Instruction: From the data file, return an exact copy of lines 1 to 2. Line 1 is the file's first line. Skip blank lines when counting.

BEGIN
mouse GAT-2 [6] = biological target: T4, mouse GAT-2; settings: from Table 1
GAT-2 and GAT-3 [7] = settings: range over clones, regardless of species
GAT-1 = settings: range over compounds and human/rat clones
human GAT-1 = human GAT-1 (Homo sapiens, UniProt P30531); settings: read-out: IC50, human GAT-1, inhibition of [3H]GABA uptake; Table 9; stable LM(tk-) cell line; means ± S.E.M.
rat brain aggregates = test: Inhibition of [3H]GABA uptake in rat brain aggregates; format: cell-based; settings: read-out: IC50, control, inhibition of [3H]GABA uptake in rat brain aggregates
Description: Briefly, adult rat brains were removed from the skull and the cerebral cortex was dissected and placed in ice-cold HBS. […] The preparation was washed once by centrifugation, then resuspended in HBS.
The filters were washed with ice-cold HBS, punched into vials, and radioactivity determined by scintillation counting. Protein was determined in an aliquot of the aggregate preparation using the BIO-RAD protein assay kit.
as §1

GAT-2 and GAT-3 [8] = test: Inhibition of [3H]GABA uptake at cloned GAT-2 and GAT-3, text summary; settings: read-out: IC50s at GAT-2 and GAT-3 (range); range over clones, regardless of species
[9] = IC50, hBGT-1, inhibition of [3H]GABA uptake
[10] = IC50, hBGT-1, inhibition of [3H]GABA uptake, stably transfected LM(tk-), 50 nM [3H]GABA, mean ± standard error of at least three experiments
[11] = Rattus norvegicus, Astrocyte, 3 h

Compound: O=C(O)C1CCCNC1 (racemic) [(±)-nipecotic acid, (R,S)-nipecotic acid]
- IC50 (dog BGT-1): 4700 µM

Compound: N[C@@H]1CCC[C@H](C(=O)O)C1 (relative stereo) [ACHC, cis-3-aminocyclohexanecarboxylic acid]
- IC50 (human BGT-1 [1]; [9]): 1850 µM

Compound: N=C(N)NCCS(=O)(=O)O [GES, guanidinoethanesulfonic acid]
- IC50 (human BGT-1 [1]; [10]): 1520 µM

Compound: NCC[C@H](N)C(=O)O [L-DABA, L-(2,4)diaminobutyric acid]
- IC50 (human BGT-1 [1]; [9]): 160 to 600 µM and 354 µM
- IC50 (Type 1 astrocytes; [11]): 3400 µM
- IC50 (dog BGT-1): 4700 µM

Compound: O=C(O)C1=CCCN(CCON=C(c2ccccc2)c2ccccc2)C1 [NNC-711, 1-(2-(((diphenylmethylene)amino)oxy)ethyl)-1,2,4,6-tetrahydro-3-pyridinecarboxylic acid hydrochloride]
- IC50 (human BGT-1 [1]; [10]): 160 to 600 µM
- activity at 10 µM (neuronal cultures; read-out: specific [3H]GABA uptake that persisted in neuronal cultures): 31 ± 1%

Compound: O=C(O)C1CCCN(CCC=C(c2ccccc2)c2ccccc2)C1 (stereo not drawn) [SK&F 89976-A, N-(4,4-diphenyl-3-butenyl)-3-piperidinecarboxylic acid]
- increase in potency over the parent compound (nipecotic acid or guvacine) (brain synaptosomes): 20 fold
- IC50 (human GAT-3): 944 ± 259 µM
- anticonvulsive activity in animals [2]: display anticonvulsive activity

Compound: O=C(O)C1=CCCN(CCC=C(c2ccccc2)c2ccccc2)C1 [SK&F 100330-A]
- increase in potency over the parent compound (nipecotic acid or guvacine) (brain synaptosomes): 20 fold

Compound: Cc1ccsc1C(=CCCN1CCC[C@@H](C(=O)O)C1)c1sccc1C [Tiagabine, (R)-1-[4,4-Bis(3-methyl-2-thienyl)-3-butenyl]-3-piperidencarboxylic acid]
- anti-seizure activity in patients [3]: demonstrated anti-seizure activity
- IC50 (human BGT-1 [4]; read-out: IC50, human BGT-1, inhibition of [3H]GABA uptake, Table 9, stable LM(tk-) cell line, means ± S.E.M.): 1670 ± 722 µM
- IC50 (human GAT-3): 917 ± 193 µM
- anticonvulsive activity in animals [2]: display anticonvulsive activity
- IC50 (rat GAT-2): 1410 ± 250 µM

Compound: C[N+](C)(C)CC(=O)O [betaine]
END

mouse GAT-2 [6] = biological target: T4, mouse GAT-2; settings: from Table 1
GAT-2 and GAT-3 [7] = settings: range over clones, regardless of species